On Seinfeld and Wake-Up Calls

Photo of the restaurant used in the series "Seinfeld." Used under Creative Commons.When Karen and I moved into our current apartment, we reversed a decision that we had made only a couple of months into our marriage: we purchased cable. The reason was not actually that we wanted to, but that we received a better deal on our Internet package by doing so. For the first several weeks, we did nothing with it. Eventually, however, I connected the equipment, because why pay for something and not use it?

This decision has met with mixed results, but occasionally there is good. Stumbling onto occasional Seinfeld re-runs when staying up late is one of those unexpected positives.

I was enjoying one of those late night positive Seinfeld experiences last week. The episode centered it’s comedic digression around Elaine using a wake-up call service. Essentially, she paid someone to call her at a given time each morning and wake her up with conversation instead of an alarm clock.

Does this sound familiar? The premise might, if you’ve been around long enough. We used to do this at hotels, and you’ll still see it occurring in movies that we might now refer to as “classic.” When was the last time that you requested a wake-up call at a hotel, though? Some readers may see this as a completely foreign concept, something that they had never done. We have no need of this now, after all. We carry our alarms with us, in the personal computers in our pockets, likely also using them to track our sleep patterns while we’re at it. After all, health is important.

I think that the wake-up call service depicted in this episode of Seinfeld would have been a “disruptive” industry then, similar to ride-sharing now. Similarly, I know people to whom calling a cab is an alien idea, for whom “Uber” is a verb. Indeed, in the episode in question, Elaine be-friended her wake-up caller, and I often strike up friendly conversations with my Lyft drivers. These aren’t far apart, and these sorts of cultural changes are often a good thing. Of course, conversely, the wake-up call service also assumed a landline telephone, considered a concept of antiquity in many homes today.


For all of the excitement that accompanied my first mobile phone (a huge bag phone in my car that required an external antenna mounted on the back glass), I also remember the gift of my first landline telephone to connect in my high school bedroom. It was bright red. I remember calling friends. I remember using a post-it note to keep the request number of the local radio station next to the phone.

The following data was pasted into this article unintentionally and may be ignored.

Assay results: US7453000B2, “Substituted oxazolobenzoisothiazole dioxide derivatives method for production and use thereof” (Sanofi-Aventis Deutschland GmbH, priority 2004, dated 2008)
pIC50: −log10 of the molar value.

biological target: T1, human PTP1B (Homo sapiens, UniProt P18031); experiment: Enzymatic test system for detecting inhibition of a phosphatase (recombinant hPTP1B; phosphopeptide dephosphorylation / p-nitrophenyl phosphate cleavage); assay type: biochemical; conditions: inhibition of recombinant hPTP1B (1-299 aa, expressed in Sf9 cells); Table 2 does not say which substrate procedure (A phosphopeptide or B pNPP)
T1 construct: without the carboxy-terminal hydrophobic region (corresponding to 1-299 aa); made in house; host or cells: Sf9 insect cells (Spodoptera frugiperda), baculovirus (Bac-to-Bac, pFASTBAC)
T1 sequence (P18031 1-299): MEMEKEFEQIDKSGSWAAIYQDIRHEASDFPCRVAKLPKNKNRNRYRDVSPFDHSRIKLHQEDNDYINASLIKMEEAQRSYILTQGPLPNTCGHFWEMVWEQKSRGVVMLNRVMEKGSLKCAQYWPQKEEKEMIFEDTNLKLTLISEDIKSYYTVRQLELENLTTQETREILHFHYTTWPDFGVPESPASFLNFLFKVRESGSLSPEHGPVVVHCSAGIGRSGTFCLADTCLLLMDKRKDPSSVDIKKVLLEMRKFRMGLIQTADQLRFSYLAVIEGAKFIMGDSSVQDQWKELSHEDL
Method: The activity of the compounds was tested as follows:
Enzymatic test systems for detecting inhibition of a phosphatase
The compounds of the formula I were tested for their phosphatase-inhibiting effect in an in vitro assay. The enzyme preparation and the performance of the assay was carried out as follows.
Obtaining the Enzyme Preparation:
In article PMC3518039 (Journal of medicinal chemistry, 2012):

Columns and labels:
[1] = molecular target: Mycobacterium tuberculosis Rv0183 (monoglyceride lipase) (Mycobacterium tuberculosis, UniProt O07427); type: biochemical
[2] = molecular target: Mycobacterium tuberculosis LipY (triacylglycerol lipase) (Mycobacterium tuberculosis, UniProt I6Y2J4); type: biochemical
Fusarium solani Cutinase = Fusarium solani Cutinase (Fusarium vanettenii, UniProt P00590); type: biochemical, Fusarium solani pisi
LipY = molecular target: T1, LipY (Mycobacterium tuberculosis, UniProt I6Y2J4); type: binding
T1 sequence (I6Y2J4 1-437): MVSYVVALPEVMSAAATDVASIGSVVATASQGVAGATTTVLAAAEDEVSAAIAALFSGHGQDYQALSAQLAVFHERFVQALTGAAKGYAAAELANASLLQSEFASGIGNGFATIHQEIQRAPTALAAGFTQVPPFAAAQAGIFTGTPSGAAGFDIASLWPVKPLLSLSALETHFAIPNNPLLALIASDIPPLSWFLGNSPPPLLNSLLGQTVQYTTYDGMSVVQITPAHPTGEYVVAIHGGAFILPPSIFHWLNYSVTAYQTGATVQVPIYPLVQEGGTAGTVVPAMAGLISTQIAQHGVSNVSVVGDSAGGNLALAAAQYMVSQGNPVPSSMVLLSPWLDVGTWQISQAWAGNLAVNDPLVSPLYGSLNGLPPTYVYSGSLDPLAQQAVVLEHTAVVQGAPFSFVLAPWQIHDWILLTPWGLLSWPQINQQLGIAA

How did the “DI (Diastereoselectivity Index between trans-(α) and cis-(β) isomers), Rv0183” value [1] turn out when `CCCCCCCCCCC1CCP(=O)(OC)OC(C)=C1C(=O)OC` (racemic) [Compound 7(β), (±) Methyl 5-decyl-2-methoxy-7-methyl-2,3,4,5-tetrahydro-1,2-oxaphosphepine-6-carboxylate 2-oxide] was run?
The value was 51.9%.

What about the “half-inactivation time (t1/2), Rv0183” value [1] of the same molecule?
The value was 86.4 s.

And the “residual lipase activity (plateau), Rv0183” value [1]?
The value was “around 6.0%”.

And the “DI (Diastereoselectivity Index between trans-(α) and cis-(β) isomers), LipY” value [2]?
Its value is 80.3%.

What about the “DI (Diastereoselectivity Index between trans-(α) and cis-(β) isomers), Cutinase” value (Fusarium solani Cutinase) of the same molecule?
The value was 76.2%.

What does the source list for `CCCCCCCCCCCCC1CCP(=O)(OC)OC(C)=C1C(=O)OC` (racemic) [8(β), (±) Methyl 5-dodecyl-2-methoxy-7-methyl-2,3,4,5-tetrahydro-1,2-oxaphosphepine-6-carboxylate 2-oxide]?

I also remember using physical maps and directions written on scrap paper to navigate long road trips to places I had never before seen, and wonder today if that part of my brain has atrophied, as the idea of asking for directions doesn’t even occur to me. I simply reach for my phone.

I read a post recently in which the author expressed longing for the days when we discovered blogs organically instead of by social media algorithms. I miss those days, too. I miss a different era more, though. This was an era of landline phones and computers that were luxury items instead of necessities. An era in which we thought about things before shouting them out, in which getting from one place to another required intentionality, not whimsical abandon. An era in which we looked for the thoughts with which we wanted to engage, and were not willing to have others make those choices for us.

This was a Seinfeld sort of era, a radically modern era at the time, too quickly left behind in our frantic scramble for the next new thing.

It’s one to which we can never return.

“The frantic abolition of all distance brings no nearness.” Heidegger, “Poetry, Language, and Thought” p. 163

Image attribution: dnorton under Creative Commons.

Non-Social Networking

Photo of a conference keynote presentationI usually go to two professional conferences per year. One is a smaller weekend conference here in Boston that requires no travel on my part. As with most tech conferences, all of the talks are posted on YouTube within about a week, so that conference attendees can catch the talks they couldn’t get to at the event (you frequently end up with good ones overlapping each other), but also to make the information available for everyone else. There’s always great presentations at these conferences, accompanied by the belief that everyone should be able to benefit by it being available to the world. So, the real value that you get for the admission price is the networking.